The bottom line is that the voice of ultras means something. It is difficult to escape the reputation and the image that ultras in Italy have, but it comes from a position of power and that influence must be harnessed the right way.
Nobody can doubt the commitment and dedication of the Curva Sud and everything they add to the club with their incredible tifos and their vocal support from the stands for 90 minutes, even in the tough times.
Given some of the amazing displays that the Curva already have in their catalogue from the derby clashes over the years, it is no surprise to learn of the sheer manpower that is involved in producing these displays.
We heard first hand from a member that one hundred people generally go into the stadium the morning before big home games to set up the choreography which can take up three tiers, with those fans also working around the clock to design and paint them in the build-up too.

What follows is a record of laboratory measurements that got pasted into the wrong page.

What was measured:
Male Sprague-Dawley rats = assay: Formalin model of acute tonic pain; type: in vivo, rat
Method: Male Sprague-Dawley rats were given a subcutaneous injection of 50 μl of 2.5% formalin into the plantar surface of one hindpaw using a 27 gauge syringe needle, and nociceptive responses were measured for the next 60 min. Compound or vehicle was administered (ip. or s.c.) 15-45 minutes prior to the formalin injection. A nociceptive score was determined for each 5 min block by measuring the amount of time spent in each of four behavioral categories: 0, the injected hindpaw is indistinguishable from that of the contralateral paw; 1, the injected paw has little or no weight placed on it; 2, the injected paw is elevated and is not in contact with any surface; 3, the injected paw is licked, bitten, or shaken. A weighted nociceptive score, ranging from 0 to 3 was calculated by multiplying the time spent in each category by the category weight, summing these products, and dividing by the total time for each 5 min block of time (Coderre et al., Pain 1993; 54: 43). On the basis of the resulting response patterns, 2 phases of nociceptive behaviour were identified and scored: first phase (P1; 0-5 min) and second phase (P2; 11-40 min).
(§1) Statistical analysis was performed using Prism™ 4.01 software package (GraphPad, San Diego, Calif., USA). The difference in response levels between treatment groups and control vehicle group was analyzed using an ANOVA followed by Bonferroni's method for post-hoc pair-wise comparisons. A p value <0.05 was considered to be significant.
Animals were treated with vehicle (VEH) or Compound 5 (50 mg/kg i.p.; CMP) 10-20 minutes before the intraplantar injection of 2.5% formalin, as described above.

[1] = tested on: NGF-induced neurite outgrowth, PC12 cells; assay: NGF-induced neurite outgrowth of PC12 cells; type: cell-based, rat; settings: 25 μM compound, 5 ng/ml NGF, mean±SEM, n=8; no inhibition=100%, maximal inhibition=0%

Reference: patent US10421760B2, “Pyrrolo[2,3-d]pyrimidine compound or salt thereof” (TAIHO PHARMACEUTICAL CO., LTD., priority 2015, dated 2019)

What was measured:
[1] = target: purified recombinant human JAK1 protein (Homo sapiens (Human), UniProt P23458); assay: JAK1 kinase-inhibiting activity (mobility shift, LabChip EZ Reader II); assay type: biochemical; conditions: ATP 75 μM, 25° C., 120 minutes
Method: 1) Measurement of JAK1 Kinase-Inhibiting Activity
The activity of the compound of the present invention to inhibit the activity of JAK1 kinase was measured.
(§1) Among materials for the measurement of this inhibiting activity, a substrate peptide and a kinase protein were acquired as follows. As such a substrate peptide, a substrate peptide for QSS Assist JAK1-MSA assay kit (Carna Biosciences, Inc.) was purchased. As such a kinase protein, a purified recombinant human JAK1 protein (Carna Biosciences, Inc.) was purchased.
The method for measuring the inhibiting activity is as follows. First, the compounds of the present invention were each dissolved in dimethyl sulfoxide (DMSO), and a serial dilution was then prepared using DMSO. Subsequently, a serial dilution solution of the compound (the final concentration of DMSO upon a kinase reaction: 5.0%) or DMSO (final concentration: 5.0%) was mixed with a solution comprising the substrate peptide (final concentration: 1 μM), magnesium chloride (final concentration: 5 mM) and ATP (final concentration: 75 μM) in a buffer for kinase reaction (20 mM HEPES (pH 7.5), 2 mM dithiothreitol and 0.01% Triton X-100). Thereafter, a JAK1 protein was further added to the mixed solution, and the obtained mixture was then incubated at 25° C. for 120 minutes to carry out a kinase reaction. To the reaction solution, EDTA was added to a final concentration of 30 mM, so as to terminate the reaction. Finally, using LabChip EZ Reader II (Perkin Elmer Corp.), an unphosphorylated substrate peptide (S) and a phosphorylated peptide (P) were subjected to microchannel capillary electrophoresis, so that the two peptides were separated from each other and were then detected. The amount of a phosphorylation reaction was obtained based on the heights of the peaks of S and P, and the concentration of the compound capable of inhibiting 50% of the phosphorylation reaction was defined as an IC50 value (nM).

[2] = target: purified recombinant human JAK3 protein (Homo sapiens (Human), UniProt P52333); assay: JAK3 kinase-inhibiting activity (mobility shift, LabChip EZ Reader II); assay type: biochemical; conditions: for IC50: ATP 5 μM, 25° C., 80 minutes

With such levels of passion comes influence, and with influence comes responsibility. The Curva Sud have regularly spoken out on behalf of the working fan to protect something they see as sacred, the concept of football for all.
This is why the power must be diverted in the correct ways, because in Italy something exists with ultras culture that is near enough irreplaceable around Europe barring the exception of a few countries.
Make it something to celebrate, all the time, and never something to be ashamed of.